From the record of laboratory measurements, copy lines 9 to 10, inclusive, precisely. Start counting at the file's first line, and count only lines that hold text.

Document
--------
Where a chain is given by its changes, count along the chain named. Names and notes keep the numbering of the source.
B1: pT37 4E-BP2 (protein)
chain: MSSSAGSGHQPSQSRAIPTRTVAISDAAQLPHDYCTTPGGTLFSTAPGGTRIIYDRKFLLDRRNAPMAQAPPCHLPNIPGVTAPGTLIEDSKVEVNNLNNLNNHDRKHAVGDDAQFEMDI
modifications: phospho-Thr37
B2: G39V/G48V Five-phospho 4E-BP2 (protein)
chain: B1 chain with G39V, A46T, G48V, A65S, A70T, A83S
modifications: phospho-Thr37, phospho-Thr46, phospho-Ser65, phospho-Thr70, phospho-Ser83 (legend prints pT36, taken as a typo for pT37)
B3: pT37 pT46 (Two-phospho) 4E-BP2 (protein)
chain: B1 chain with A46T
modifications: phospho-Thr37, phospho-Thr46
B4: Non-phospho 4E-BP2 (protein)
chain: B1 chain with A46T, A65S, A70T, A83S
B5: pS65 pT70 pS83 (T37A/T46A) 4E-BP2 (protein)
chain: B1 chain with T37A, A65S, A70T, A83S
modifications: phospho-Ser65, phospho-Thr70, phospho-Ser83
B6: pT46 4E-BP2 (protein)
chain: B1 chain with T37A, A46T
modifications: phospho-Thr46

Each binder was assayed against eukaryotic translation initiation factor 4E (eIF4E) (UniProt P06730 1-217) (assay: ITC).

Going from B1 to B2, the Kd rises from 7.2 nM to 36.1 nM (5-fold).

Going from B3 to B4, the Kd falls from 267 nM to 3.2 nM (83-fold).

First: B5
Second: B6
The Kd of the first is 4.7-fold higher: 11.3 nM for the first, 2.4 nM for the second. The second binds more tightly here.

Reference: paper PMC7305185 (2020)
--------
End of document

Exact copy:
chain: B1 chain with A46T
modifications: phospho-Thr37, phospho-Thr46